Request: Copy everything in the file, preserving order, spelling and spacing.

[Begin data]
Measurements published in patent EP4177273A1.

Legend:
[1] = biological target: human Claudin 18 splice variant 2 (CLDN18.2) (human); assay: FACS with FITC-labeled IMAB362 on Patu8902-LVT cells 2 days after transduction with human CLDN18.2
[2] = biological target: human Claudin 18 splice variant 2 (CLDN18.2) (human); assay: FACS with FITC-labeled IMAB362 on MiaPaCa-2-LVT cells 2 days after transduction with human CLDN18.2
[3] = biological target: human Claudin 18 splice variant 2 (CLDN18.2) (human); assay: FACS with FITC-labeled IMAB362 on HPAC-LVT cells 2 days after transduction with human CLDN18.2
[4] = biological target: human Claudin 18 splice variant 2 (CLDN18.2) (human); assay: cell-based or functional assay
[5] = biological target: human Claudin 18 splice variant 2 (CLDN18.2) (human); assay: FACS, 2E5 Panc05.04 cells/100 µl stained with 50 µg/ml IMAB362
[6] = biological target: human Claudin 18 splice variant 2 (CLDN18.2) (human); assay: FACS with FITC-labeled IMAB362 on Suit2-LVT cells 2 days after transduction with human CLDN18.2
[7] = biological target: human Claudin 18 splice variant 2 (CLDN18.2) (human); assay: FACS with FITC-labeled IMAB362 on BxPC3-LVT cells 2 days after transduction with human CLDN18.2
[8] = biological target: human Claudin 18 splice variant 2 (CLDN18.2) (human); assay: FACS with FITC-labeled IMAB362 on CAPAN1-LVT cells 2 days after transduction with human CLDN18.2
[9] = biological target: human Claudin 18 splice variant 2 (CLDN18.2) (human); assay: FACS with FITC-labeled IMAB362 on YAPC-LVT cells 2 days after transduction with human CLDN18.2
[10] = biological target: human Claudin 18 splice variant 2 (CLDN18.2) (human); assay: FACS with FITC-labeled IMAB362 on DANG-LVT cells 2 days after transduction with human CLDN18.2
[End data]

Measurements published in patent EP4177273A1.

Legend:
[1] = biological target: human Claudin 18 splice variant 2 (CLDN18.2) (human); assay: FACS with FITC-labeled IMAB362 on Patu8902-LVT cells 2 days after transduction with human CLDN18.2
[2] = biological target: human Claudin 18 splice variant 2 (CLDN18.2) (human); assay: FACS with FITC-labeled IMAB362 on MiaPaCa-2-LVT cells 2 days after transduction with human CLDN18.2
[3] = biological target: human Claudin 18 splice variant 2 (CLDN18.2) (human); assay: FACS with FITC-labeled IMAB362 on HPAC-LVT cells 2 days after transduction with human CLDN18.2
[4] = biological target: human Claudin 18 splice variant 2 (CLDN18.2) (human); assay: cell-based or functional assay
[5] = biological target: human Claudin 18 splice variant 2 (CLDN18.2) (human); assay: FACS, 2E5 Panc05.04 cells/100 µl stained with 50 µg/ml IMAB362
[6] = biological target: human Claudin 18 splice variant 2 (CLDN18.2) (human); assay: FACS with FITC-labeled IMAB362 on Suit2-LVT cells 2 days after transduction with human CLDN18.2
[7] = biological target: human Claudin 18 splice variant 2 (CLDN18.2) (human); assay: FACS with FITC-labeled IMAB362 on BxPC3-LVT cells 2 days after transduction with human CLDN18.2
[8] = biological target: human Claudin 18 splice variant 2 (CLDN18.2) (human); assay: FACS with FITC-labeled IMAB362 on CAPAN1-LVT cells 2 days after transduction with human CLDN18.2
[9] = biological target: human Claudin 18 splice variant 2 (CLDN18.2) (human); assay: FACS with FITC-labeled IMAB362 on YAPC-LVT cells 2 days after transduction with human CLDN18.2
[10] = biological target: human Claudin 18 splice variant 2 (CLDN18.2) (human); assay: FACS with FITC-labeled IMAB362 on DANG-LVT cells 2 days after transduction with human CLDN18.2